Update: 11.28.2007: Security Retentive, a PayPal employee who was personally involved with crafting the language of their disclosure policy, responds to public comments.
Update 11.21.2007: Kelly Jackson Higgins posted a story covering the post.
Very few website owners post how security researchers may contact them with regard to a discovered vulnerability. This seems odd since most experts believe the vast majority of website contain them. Microsoft, Yahoo, Google, and now Paypal have their contact policies posted. The rest of the Alexa 500, if they have a posted policy, is extremely hard to find.
PayPal’s newly posted vulnerability disclosure policy though should be given special attention because they’ve done something unique in that and in my opinion very intelligent security-wise. If the security research follows their stated procedure, which is entirely reasonable, PayPal states plainly that they’ll not engage legal action! This should given the researcher confidence that nothing bad is going to happen to them as a result. I think this is first, and if not, I’ve never seen it.
“To encourage responsible disclosure, we commit that – if we conclude that a disclosure respects and meets all the guidelines outlined below - we will not bring a private action or refer a matter for public inquiry.”
This indicates that PayPal understands that security researchers are the good guys, but they are wary of disclosing website vulnerabilities to them for fear of legal issues. As a result researchers may choose to either not disclosure AT ALL or anonymously post it to a public forum like has been done so many times on sla.ckers.org. This way they are personally protected, but the problem is that this puts PayPal and their customers in a bad position.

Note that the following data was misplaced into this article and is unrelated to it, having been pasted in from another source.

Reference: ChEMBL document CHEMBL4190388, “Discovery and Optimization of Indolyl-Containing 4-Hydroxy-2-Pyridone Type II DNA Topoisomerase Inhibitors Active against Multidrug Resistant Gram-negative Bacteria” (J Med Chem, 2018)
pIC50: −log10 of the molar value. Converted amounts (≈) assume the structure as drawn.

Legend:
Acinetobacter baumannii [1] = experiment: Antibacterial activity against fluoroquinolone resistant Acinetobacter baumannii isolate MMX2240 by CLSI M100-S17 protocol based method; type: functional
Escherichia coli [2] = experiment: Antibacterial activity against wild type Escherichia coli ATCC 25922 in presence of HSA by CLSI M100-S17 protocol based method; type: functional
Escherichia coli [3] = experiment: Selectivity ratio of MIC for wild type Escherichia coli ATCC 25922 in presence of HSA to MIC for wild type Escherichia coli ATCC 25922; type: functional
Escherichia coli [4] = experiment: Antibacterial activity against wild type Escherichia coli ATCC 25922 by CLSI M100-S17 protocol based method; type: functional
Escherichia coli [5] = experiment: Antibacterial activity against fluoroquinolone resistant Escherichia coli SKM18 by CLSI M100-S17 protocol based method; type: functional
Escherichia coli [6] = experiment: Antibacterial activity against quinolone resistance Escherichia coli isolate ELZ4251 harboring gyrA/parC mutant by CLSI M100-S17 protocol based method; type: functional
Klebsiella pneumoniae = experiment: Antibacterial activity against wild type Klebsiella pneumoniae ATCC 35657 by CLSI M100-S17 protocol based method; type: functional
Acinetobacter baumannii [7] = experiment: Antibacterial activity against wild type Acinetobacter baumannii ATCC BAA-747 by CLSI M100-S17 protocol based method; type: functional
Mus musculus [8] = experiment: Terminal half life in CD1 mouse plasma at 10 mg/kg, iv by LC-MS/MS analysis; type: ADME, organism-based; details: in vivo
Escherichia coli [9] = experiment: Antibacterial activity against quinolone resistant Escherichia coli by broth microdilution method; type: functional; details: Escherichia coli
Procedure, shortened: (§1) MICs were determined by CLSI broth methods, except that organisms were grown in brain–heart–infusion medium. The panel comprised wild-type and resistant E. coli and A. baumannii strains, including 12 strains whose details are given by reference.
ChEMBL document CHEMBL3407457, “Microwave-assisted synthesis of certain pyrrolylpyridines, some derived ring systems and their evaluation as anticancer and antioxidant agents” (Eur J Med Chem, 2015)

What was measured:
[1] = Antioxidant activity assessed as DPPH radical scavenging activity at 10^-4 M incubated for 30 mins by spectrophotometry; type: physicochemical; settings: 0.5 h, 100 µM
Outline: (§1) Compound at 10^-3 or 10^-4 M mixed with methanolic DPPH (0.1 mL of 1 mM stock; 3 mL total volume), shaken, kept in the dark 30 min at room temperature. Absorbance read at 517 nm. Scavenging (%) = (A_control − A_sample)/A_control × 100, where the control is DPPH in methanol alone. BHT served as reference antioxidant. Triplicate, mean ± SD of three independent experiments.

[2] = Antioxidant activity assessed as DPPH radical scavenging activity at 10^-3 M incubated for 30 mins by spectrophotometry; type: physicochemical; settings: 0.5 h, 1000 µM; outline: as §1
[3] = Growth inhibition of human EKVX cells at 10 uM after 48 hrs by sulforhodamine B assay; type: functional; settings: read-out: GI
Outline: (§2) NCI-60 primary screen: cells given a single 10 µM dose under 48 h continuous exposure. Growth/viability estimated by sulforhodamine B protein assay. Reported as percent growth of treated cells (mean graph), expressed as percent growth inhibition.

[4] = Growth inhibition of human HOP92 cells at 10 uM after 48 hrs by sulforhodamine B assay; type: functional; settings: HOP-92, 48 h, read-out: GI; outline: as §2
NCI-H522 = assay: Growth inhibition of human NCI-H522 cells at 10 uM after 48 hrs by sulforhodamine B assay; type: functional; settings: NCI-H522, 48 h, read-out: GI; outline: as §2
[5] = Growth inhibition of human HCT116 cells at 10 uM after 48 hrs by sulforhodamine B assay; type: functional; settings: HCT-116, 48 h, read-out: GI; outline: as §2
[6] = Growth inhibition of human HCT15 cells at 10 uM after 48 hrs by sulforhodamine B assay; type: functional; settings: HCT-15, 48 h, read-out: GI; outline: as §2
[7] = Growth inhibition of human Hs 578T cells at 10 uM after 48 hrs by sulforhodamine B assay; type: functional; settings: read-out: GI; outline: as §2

PayPal either doesn’t get the vulnerability data they need at all, waiting for a bad guy to find the exact same thing and exploit it – or they have to do fire drill once it’s made public. And they might not see it published right away causing a time lag. PayPal would much prefer the opportunity to handle the issue in a timely fashion and has no interest in pursuing the matter further because there is really no benefit to it. Legal entanglements only prevent the good guys from being responsible and don’t deter the real bad guys one bit. And PayPal would know given the nature of the business.
PayPal sets a good example, hopefully other website owners will take notice and do the same.
I agree this is a giant leap in the right direction.
Too bad "...all the guidelines outlined below." contain holes they can drive a MAC Truck through.
"Allow us reasonable time to respond to the issue before disclosing it publicly."
So basically they can decide that any time period (6mo, 1yr, 2yr) wasn't reasonable and "cya in court".
For many organizations out there I can certainly agree with the skepticism, but not for PayPal IMHO. First though PayPal has no way of knowing how long a particular fix will take so it makes sense for them not to commit to a hard time limit so they must keep the language a little vague. From personal experience and witnessing disclosures from others, PayPal is really on top of things and fixed within days. I'd give them the benefit of the doubt.
I'm not sure if it will be useful in the future, but I have posted several SHA values of the statement on my site.
Go forth and do good things,
Don C. Weber
A healthy level of skepticism is appropriate. While I would expect PayPals policy to be refined from time to time, I believe their interests are in alignment with the general security researcher.
I have posted some commentary on the policy here:
I helped write the policy so hopefully my post will be useful.
Thanks Security Retentive.
worth reading. thanks
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